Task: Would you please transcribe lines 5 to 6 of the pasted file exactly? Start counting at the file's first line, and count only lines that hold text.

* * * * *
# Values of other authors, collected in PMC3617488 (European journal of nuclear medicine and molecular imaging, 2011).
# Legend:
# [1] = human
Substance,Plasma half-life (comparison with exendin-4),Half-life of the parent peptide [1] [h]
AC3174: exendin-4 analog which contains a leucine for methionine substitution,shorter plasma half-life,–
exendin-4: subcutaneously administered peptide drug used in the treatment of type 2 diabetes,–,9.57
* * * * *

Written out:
AC3174: exendin-4 analog which contains a leucine for methionine substitution,shorter plasma half-life,–
exendin-4: subcutaneously administered peptide drug used in the treatment of type 2 diabetes,–,9.57